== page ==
The Nuggets made a few adjustments that spelled trouble for the Wolves. On high pick and rolls, the Nuggets went under every pick and had the big that was guarding Towns play the roll, shifting over the weakside defender to cover Towns on the pick and pop. With a wing initiating the action every time, no one could make the wide-open skip pass.

The Nuggets also began picking up the Wolves lead guards full-court, which put even more pressure of the Wolves wings to speed up the offense once they made it past halfcourt.

But this was a very winnable game. While Jokic had the gamewinner, he did not play well. Towns played extremely good defense on Jokic all game. Jamal Murray started out hot, scoring 15 points in the first quarter, but came down with a foot injury in the second quarter and while he returned, his pace slackened.

The Wolves simply could not make shots. They had open three after open three that clanged off the rim. Towns was uncharacteristically off-target, going 3 of 14 from beyond the arc. He was matched by Wiggins 1 of 6 and Jake Layman’s 0 for 6.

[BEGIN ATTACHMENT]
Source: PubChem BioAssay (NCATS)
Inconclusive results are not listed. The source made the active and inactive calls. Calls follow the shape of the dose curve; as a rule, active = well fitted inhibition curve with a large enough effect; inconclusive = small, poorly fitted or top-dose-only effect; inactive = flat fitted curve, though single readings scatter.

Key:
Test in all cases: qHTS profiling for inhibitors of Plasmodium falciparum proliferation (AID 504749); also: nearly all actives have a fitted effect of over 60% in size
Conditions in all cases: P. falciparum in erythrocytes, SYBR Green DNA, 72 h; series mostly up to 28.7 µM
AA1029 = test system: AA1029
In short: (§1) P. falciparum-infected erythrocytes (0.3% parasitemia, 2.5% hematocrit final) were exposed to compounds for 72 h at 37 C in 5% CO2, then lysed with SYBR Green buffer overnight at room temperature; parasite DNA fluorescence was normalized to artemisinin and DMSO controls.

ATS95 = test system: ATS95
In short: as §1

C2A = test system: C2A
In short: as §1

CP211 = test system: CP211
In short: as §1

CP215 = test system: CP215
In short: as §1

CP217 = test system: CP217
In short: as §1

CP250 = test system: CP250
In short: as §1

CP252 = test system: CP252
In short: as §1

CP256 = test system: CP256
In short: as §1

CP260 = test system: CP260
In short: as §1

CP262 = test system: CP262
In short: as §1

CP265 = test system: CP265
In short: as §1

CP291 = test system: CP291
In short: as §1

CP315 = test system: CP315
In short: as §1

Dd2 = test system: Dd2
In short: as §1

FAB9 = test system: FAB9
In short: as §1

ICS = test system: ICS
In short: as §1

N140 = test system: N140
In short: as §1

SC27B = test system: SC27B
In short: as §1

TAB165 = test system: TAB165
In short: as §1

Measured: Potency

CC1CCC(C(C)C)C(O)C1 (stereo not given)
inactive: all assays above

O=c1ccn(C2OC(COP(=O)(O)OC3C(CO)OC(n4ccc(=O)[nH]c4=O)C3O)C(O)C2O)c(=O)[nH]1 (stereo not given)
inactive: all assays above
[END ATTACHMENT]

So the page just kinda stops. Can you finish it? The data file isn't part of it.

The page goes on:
While Towns shot poorly, he still pulled in 16 boards to go with 25 points and five assists. He did particularly well dishing out of the low-post.

Wiggins continued his turn of positive play. While he struggled from deep, he played solid defense all game, distributed the ball fairly well, and attacked the rim. In the fourth quarter and overtime he had several spectacular plays and looked like he was going to be able to snatch another victory out of thin air for the Wolves.

Okogie, Treveon Graham, and Robert Covington combined for some terrific defense in the fourth quarter, just completely shutting down the Nuggets and giving the Wolves continuous opportunities to close the gap. This was certainly not Covington’s best game, but he had a few highlights on defense at the end.

Culver got the start again and showed a bit more of why the Wolves have been so excited about him. He still gets into trouble with the ball and is jump shot is shaky, but he had a few impressive drives, including a huge dunk in transition.

But the Wolves shot 6 of 45 from three.

While Gersson Rosas has said numerous times that his goal was not to make the Minnesota Timberwolves “Houston North,” this had all the hallmarks of a modern Houston Rockets loss. The high variance of three-pointers turned on the Wolves (although this seems more likely considering their quality of shooters) and the high-usage star had an irregular shooting night.

I am still not sure how the Wolves climbed back into this game, but it is certainly a positive sign that they made a competitive game out of such a terrible shooting performance. While the structural issues remain, they seem to be outweighed by the positive design.